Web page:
Friday, 2 October 2015

3 Basic Analytics Algorithms : The long, the short and the applications

Data Science or analytics is a combination of methodologies from statistics and machine learning. The three basic analytics algorithms, that a beginner data scientist comes across are:
  • linear regression
  • k-nn
  • k-means
Linear regression comes from the statistics heritage and k-nn / k-means from the machine learning heritage.

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The fundamental differentiator of machine learning algorithms is to divide the data into two sets: the training data set and the test data set. Training data is a subset of data with known results and the data scientist runs the computer program to analyse the test data set and improves it by comparing results with the training data set.

In this post, I have compiled the description from online resources, the R syntax and typical examples of each. Note: There is plenty of material both online and in books, so I am giving the extracts of the algorithms verbatim from the sources.

Linear Regression
The Long
Linear regression is a statistical procedure for predicting the value of a dependent variable from an independent variable when the relationship between the variables can be described with a linear model.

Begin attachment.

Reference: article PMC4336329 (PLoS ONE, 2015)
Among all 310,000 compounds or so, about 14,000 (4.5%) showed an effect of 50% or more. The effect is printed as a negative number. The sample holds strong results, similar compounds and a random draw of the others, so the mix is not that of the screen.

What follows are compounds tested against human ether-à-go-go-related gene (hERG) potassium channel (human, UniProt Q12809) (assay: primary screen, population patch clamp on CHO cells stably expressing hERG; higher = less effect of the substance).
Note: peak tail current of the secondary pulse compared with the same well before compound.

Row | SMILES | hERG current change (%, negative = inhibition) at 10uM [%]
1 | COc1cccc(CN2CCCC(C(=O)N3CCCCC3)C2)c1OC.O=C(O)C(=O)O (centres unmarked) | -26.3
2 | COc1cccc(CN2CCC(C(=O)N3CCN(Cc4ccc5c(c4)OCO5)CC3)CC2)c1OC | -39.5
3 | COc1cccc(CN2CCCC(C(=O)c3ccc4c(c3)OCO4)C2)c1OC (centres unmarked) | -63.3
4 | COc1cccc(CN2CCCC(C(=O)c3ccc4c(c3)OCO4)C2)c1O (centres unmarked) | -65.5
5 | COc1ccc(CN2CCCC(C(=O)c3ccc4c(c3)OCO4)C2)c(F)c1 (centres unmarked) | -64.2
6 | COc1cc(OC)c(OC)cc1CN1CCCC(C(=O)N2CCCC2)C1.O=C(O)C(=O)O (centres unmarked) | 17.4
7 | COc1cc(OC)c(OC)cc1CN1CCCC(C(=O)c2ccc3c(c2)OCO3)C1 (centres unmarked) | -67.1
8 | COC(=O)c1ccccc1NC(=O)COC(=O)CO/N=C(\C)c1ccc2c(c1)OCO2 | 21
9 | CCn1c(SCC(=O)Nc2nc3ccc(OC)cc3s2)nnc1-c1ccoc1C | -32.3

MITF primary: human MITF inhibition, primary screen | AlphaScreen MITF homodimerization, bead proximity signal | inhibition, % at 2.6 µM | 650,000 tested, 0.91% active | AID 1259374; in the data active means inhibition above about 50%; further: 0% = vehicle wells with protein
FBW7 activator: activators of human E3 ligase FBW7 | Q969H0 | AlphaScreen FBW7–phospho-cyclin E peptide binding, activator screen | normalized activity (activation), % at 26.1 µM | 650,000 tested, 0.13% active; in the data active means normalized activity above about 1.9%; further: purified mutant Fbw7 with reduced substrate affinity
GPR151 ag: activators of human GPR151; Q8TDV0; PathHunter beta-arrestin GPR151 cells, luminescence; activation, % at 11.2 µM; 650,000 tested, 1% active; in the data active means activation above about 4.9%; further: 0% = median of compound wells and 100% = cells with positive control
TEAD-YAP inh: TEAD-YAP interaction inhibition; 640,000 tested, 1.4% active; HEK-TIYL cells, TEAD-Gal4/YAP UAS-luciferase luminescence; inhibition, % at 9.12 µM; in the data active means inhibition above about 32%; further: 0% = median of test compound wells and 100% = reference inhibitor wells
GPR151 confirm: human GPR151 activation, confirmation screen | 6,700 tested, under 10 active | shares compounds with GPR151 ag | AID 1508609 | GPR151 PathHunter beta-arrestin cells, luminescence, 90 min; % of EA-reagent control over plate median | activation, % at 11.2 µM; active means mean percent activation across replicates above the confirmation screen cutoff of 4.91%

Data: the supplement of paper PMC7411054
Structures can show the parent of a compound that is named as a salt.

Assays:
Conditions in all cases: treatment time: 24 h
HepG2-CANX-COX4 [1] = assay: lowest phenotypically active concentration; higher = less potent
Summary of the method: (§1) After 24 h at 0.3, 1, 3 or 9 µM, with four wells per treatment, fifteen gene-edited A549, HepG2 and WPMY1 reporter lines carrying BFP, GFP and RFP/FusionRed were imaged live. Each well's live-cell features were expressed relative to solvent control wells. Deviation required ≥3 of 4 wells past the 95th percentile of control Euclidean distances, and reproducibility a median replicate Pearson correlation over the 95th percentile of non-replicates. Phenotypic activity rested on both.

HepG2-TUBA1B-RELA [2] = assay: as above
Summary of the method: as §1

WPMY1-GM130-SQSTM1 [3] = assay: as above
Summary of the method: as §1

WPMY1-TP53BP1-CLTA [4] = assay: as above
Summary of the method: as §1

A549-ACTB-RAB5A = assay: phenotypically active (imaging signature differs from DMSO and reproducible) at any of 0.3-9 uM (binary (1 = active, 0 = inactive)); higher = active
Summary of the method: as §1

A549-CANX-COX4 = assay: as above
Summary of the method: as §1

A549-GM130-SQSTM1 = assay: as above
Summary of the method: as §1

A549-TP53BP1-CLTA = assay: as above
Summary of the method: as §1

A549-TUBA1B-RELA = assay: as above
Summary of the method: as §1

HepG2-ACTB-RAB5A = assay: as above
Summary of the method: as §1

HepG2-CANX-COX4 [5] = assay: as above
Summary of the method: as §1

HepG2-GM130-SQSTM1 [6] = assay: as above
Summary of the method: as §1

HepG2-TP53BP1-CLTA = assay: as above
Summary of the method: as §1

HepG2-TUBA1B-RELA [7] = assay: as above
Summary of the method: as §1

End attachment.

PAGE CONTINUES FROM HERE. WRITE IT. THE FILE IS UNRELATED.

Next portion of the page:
A linear regression equation can be written as Yp= mX + b, where Yp is the predicted value of the dependent variable, m is the slope of the regression line, and b is the Y-intercept of the regression line.

In statistics, linear regression is a method of estimating the conditional expected value of one variable y given the values of some other variable or variables x. The variable of interest, y, is conventionally called the "dependent variable". The terms "endogenous variable" and "output variable" are also used. The other variables x are called the "independent variables". The terms "exogenous variables" and "input variables" are also used. The dependent and independent variables may be scalars or vectors. If the independent variable is a vector, one speaks of multiple linear regression.

A linear regression model is typically stated in the form y = α + βx + ε

The right hand side may take other forms, but generally comprises a linear combination of the parameters, here denoted α and β. The term ε represents the unpredicted or unexplained variation in the dependent variable; it is conventionally called the "error" whether it is really a measurement error or not. The error term is conventionally assumed to have expected value equal to zero, as a nonzero expected value could be absorbed into α. See also errors and residuals in statistics; the difference between an error and a residual is also dealt with below. It is also assumed that is ε independent of x.

The short
fitted.regression <- lm(Weight ~ Height, data=heights.weights)

Predictions: i) Predicting the sale price of a house based on its area.[DDS] ii) Predicting the amount of page views for a web site.[MLFH]

The Long